The Tompkins County Health Department will be closed on Thursday, September 29 from 12:00 p.m. to 4:30 p.m. for staff development. All department staff will participate. The Department’s answering service will receive phone calls. If there is an emergency, appropriate staff will be notified.
NOW is the time to get a flu vaccination. Flu vaccinations are available now at many locations in the community, including health care provider offices, pharmacies, and beginning Oct. 4, most days by appointment at the TC Health Department.
Everyone over the age of six months should be vaccinated every year against the flu. Flu vaccination is the best protection against the flu — it protects you and limits the spread of flu to others.
The Health Department is also holding two special vaccination clinics this fall:
(1) At Lifelong, 119 W. Court St., on Tuesday, October 4, from 9:00 a.m. to 12:00 p.m.
(2) A special Family Flu Clinic on Friday, October 21 from 9:00 a.m. to 4:00 p.m., at TCHD, for children as young as 6 months to age 18, and adults. With school out October 21, it is a convenient time to vaccinate the whole family.
Appointments are necessary for all Health Department flu vaccination clinics. Call 607-274-6616. For more information Read the full press release or visit the seasonal flu page.
Rabies is a fatal neurologic disease that may be transmitted to humans from infected raccoons, bats, skunks, foxes, dogs, cats and other mammals. There have been eight confirmed rabid animals in Tompkins County in 2016. Three of these cases involved encounters with family pets, one of which was with a rabid bat inside the home.
NYS Public Health Law requires all cats, dogs and ferrets to be vaccinated against rabies by four months of age. The Tompkins County Health Department (TCHD) provides FREE rabies clinics for dogs, cats and ferrets. The first vaccination clinic for Fall 2016 is in Newfield on September 28. Clinics will also be held in Groton, Caroline, Trumansburg, and Ithaca. Click here for the full press release. Click here for more information about free clinics for pets.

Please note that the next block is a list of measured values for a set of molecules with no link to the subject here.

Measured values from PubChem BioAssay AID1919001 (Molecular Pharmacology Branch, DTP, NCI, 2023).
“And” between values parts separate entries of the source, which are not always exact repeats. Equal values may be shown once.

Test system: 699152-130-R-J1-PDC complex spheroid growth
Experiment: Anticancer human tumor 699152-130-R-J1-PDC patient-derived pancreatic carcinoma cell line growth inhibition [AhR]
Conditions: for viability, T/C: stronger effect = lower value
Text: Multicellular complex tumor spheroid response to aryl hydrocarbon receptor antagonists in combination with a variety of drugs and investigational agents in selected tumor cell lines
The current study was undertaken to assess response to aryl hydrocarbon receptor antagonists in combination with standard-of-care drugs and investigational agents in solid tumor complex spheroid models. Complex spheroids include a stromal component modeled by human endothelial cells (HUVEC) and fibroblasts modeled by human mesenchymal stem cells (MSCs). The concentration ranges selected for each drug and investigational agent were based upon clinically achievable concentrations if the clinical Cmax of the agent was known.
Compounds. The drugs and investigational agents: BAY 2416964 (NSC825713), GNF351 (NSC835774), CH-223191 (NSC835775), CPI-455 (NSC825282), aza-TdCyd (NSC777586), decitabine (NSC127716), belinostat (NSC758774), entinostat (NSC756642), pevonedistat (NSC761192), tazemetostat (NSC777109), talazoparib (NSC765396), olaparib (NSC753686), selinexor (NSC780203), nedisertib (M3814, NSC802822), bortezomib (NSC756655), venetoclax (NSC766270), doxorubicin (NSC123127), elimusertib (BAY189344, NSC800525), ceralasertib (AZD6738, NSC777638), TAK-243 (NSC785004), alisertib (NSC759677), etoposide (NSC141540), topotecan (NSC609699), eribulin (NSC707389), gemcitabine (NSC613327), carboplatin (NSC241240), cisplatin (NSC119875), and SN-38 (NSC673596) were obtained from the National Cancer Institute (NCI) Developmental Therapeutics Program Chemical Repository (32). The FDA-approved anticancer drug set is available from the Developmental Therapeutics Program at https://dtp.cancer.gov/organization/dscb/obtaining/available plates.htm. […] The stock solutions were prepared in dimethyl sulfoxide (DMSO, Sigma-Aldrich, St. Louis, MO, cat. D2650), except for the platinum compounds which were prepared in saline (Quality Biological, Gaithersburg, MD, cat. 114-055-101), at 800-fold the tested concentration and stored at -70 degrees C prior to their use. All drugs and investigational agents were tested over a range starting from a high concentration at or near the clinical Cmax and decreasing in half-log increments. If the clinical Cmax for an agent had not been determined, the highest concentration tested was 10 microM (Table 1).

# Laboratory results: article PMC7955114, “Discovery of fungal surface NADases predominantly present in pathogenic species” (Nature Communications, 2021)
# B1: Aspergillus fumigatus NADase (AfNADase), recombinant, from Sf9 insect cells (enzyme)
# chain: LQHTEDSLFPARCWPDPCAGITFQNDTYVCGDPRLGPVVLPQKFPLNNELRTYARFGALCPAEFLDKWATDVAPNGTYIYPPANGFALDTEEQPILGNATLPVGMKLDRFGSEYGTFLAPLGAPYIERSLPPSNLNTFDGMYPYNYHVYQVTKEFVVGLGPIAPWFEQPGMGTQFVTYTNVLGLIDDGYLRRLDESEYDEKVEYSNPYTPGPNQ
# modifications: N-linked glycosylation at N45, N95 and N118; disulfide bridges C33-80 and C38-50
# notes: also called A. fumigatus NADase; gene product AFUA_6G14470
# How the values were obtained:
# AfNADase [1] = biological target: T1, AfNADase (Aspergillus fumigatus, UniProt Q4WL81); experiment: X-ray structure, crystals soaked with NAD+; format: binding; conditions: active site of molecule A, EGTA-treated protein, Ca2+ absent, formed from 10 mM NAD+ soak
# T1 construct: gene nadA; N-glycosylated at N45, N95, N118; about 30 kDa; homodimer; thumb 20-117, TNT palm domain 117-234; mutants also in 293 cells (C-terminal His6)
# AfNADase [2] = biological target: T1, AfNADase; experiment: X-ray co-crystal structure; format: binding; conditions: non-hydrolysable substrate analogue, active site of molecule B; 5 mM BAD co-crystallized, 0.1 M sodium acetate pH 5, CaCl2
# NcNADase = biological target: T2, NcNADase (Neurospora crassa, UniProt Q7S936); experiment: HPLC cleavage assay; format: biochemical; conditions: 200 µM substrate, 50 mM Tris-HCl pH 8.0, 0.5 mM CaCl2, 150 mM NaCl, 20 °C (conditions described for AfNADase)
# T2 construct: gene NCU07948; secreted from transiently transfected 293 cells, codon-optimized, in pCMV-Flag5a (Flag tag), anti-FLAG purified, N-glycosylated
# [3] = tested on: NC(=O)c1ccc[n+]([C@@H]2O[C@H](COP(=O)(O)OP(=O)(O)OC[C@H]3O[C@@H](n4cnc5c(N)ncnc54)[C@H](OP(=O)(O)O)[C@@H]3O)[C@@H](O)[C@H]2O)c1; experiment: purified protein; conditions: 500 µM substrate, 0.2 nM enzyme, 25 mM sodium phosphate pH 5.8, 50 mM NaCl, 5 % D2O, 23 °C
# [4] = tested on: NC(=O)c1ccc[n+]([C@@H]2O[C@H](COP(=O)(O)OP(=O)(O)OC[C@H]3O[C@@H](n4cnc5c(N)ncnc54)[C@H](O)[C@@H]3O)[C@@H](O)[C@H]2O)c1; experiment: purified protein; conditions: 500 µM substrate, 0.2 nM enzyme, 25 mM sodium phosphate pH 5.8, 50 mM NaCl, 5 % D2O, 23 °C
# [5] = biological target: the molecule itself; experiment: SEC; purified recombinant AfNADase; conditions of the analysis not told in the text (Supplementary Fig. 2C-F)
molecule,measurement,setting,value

The Tompkins County Health Department is reminding residents of the continued need for water conservation, despite the rain that’s been received in recent days.
Tompkins County is urging all residents, businesses and visitors to conserve water.
Drought Information Page.
Local creek (water supply) discharge measurements
As a result of the prolonged period of low rainfall, the New York State Department of Conservation has issued a drought “watch” for all of New York State. According to the U.S. Drought Monitor, Tompkins County and much of the Finger Lakes are experiencing severe drought conditions.
Fall Creek and Six Mile Creek, which supply drinking water to Cornell University and the City of Ithaca, are at record low levels. USGS data shows groundwater levels are lower than normal and steadily dropping. Residents are urged to take measures to conserve water, now. Full press release | Drought info and updates.
There was a local increase of sexually transmitted infections (STIs) including Chlamydia, Gonorrhea and Syphilis for the first half of 2016, according to the TCHD. From January to June 2016, there have been 174 cases of Chlamydia, 22 cases of Gonorrhea and 6 cases of Syphilis. STI cases have occurred in both females and males ranging in age from 16 to 62 years. Many Chlamydia, Gonorrhea and Syphilis cases have reported anonymous sexual encounters arranged through internet hook-ups and dating phone apps. As a result of the anonymous encounter, they may not be able to notify sex partners of exposure and risk further infection in the community. Full press release >
Three words that everyone who is sexually active should know, to protect your health and prevent sexually transmitted infections (STIs)!
1. Talk to your partner before you have sex.
2. Get Tested!
3. If you test positive for an STI, Get Treated
Want to learn more about STIs and the Talk-Test-Treat campaign? Click right here, right now!
Zika virus is spread to people through the bite of an infected Aedes species mosquito. Anyone who is living in or traveling to an area where Zika virus is found (Caribbean, Mexico, Central and South America) and who has not already been infected with Zika virus is at risk for infection.
Zika virus has been in the news recently because of the possible link to microencephaly in infants whose mother was infected by the virus during pregnancy.
The most common symptoms of Zika are fever, rash, joint pain, and conjunctivitis (pink eye). The illness is usually mild with symptoms lasting for several days to a week.
CLICK HERE for more information.
Preexposure prophylaxis (PrEP) is a medicine taken daily that can be used to prevent getting HIV. PrEP is for people without HIV who are at very high risk for getting it from sex or injection drug use. Many people who can benefit from PrEP aren't taking it. If more health care providers know about and prescribe PrEP, more HIV infections could be prevented. Click here for more information.
The Health Department recommends a flu shot for everyone, every year. Visit our Seasonal Flu page for more info.